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Cardamom is, for me, the quintessential Indian spice, in addition to cilantro. It’s light and floral, but doesn’t add a strong note to food. It just gives a hint of perfume and spice on the tongue and in the nose. It’s a wonderful spice, coming in pods and you can either toss the pods into sauces or soups, or crush the pods with the flat of a knife blade and this releases their scent and flavor even more.

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There were actually two food references in this book that inspired today’s recipe: the first being when Gogol and Maxine are having dinner together on the first night that they will make love, and she is preparing coq au vin; and the second is the heartwrenching aftermath of his father’s death in which he and his mother prepare the funeral feast of fish, meats, potatoes spiced with coriander which were his father’s favorite, and other things.

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They prepare an elaborate meal, fish and meat bought one bitterly cold morning at Chinatown and Haymarket, cooked as his father liked them best, with extra potatoes and fresh coriander leaves. When they shut their eyes, it’s as if it is just another party, the house smelling of food.

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For me, chicken is one of those universal dishes that every country and nationality has a variation on, and being that I so closely associate cardamom with chicken, I found this recipe for buttermilk-cardamom marinated chicken at the Cooking on Weekends website, and my fellow food blogger The Dutch Baker posted a heavenly-sounding recipe for potatoes roasted with garlic and coriander. So these were the dishes I made today and the methods that worked for me, my own homage to Indian cuisine and in honor of this beautiful, heartbreaking and honest book.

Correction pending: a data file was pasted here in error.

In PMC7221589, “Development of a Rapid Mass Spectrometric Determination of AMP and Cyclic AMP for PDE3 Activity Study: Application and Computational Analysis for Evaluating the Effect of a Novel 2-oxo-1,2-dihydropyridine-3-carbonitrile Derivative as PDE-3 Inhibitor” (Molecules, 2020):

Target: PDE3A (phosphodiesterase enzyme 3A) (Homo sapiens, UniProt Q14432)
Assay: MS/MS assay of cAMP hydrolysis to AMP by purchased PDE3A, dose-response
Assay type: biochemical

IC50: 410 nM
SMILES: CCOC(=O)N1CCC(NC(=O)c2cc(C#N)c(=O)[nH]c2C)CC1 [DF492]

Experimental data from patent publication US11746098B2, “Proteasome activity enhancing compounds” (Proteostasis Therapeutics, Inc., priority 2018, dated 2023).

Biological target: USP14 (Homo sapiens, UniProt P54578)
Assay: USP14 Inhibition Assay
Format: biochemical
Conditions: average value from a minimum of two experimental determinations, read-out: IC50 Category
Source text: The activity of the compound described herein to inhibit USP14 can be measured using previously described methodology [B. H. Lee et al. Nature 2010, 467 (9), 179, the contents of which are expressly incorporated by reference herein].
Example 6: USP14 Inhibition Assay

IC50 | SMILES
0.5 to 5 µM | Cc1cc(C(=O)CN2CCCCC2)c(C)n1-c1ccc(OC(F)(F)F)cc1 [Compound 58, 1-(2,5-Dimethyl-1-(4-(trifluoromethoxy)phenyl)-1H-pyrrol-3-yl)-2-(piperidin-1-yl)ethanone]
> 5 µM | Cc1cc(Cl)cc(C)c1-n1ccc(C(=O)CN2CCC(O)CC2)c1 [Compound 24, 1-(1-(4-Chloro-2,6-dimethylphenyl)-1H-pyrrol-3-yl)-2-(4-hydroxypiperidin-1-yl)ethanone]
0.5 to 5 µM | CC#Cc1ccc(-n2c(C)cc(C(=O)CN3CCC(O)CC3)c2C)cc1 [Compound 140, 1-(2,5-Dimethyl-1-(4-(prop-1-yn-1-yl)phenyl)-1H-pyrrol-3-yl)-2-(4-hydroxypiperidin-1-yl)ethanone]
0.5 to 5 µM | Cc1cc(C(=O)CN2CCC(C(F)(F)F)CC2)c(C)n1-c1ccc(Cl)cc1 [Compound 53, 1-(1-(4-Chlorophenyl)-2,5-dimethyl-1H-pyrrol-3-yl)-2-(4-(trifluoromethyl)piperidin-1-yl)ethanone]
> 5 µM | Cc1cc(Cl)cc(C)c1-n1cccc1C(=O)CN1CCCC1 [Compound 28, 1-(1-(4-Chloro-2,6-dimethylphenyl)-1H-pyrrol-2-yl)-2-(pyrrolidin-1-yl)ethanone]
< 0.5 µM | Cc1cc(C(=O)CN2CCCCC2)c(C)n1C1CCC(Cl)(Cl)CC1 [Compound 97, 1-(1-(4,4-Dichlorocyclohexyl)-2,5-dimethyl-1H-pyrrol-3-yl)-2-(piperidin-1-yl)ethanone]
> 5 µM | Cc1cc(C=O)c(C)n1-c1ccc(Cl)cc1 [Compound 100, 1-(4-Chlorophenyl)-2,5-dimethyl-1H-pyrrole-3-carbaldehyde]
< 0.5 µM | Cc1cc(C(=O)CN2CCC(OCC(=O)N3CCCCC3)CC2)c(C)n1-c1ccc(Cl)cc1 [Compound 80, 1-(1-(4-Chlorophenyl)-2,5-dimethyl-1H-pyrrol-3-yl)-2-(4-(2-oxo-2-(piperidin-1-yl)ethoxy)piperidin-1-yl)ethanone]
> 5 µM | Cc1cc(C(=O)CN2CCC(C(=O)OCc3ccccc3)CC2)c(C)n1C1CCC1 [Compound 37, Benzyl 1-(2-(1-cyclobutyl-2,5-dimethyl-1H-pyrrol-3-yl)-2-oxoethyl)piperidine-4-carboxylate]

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INGREDIENTS
For the chicken:
2 and 1/2 cups buttermilk
1/4 cup olive oil
1/2 teaspoon ground cinnamon
10 cardamom pods
7 cloves of garlic
1 tablespoon maple syrup
10 chicken thighs, boneless and skinless
1 tablespoon sea salt
Fresh ground black pepper

For the potatoes:
1 lb baby potatoes
3 garlic cloves, finely minced
Large bunch of fresh cilantro
Sea salt and pepper to taste
1 teaspoon fenugreek seeds
1-2 lemons

METHOD:
Put the chicken thighs into a large plastic freezer bag, and add in the buttermilk, oil, cinnamon, crushed cardamom pods, garlic and maple syrup. Squish everything around to ensure the marinade covers every piece of chicken. Refrigerate overnight if possible, and if not, at least 7 hours.

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When ready to bake, take the meat out of the fridge at least 3 hours, so the meat is room temperature. Preheat the oven to 400F. Take the chicken out of the bag and place on a foil-lined baking tray. Don’t shake off the excess marinade. Bake for 40 minutes, until the chicken is a nice bronze-gold.

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Allow to cool and sprinkle with salt and pepper while you prepare the potatoes. Heat the olive oil in a cast-iron skillet, then slice the potatoes and add them to the pan.

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Sprinkle over the salt, pepper and fenugreek seeds. Cook on medium low, stirring occasionally, until the potatoes dry out and the skins are golden-brown. This will take approximately 30 minutes, so keep your glass of wine handy.

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After about 15 minutes, add the slivered garlic, the chopped cilantro, and the sliced red onion to the frying potatoes. The smell is out of this world! Cook another 20 minutes, stirring to keep the potatoes from burning on the bottom. Taste for seasoning, then squeeze over the juice of one lemon. Add more salt and pepper if necessary.

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Serve the chicken together with the potatoes. The flavors are incredibly intense and so delicious!